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Friday, October 18, 2013

George Soros, Carly Fiorina, Albert Schweitzer: Liberal Arts Slackers

I was recently invited to Washington DC to give a talk at the 36th Annual Fulbright Association Conference about the relevance of a liberal arts education in the 21st century economy. As the president of Pitzer College and an avid proponent of the liberal arts, this was not the first time I have received such an invitation.
I'm always pleased to have a chance to talk about the way we learn and teach, but I have to say, it's getting increasingly difficult for me to gin up another bully pulpit defense of a well-rounded education. I mean, really, at what point did we have to start defending the value of knowledge? Of complexity? Of depth? Of communication? And frankly it strikes me as odd to be asked to defend the liberal arts in a town where the government is shut down. There are some politicians who need to do some defending, not me.
I feel a particular kinship now to those physicians who have to keep explaining that Raisinets aren't really a fruit or that Cheetos have no nutritional value. I sympathize with financial analysts who have to make clear that there are consequences to spending more than you earn, and with elementary school teachers who have suggested that too much television inhibits the reading habits of children.

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George Soros was born in Budapest, Hungary, in 1930. His father was taken prisoner during World War I and eventually fled from captivity in Russia to reunite with his family in Budapest. Soros was thirteen years old when Hitler's Wehrmacht seized Hungary and began deporting the country's Jews to extermination camps. In 1946, as the Soviet Union was taking control of the country, Soros attended a conference in the West and defected. He emigrated in 1947 to England, supported himself by working as a railroad porter and a restaurant waiter, graduated in 1952 from the London School of Economics, and obtained an entry-level position with an investment bank.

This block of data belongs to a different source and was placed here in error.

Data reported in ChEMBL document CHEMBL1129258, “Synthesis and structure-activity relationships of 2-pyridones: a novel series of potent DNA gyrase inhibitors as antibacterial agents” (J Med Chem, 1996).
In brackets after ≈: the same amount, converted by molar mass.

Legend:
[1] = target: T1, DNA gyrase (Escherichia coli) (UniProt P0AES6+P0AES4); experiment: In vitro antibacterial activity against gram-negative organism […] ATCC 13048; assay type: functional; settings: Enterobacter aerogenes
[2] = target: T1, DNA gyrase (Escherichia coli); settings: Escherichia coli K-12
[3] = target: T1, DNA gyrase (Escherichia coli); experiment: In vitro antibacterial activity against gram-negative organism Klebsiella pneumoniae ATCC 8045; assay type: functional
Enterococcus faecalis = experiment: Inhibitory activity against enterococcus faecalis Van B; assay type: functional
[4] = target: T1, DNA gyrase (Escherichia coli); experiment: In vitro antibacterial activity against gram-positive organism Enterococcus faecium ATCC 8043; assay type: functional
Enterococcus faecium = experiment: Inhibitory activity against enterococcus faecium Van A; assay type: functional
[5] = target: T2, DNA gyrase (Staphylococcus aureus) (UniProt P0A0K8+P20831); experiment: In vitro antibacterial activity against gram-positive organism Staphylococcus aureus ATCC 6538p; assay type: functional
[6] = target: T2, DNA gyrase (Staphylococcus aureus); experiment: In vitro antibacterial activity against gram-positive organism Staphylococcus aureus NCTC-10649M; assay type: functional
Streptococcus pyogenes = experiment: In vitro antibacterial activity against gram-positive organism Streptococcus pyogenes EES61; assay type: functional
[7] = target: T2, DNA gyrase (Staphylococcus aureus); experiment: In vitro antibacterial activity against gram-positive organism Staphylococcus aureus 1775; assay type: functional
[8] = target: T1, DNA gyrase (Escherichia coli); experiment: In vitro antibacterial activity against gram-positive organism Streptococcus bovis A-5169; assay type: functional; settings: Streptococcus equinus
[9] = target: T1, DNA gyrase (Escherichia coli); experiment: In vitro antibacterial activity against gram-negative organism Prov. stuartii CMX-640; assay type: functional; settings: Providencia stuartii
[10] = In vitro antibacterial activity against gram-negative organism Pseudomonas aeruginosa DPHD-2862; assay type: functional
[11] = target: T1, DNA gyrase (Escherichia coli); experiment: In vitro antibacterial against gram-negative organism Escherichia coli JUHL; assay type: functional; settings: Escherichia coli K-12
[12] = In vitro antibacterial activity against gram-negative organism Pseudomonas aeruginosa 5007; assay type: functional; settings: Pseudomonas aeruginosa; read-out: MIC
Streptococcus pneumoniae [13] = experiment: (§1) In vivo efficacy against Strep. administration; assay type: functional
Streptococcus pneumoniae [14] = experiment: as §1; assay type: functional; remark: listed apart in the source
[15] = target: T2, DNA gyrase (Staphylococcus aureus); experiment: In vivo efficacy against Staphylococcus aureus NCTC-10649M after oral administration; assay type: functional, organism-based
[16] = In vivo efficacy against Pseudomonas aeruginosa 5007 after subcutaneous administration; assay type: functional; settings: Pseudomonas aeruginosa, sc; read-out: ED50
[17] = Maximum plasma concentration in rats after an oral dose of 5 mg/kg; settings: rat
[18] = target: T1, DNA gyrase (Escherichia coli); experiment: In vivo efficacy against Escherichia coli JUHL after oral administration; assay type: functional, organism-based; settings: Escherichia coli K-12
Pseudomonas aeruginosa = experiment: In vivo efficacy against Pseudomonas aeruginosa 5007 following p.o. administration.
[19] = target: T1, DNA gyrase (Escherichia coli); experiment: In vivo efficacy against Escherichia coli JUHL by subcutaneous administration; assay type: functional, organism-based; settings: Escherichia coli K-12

In 1956, Soros immigrated to the United States, working as a trader and analyst until 1963. During that time, he developed his own theory of markets called 'reflexivity', which he has laid out in his recent books THE ALCHEMY OF FINANCE and THE CREDIT CRISIS OF 2008 AND WHAT IT MEANS. In 1967 he helped establish an offshore investment fund; and in 1973 he set up a private investment firm that eventually evolved into the Quantum Fund, one of the first hedge funds, through which he accumulated a vast fortune.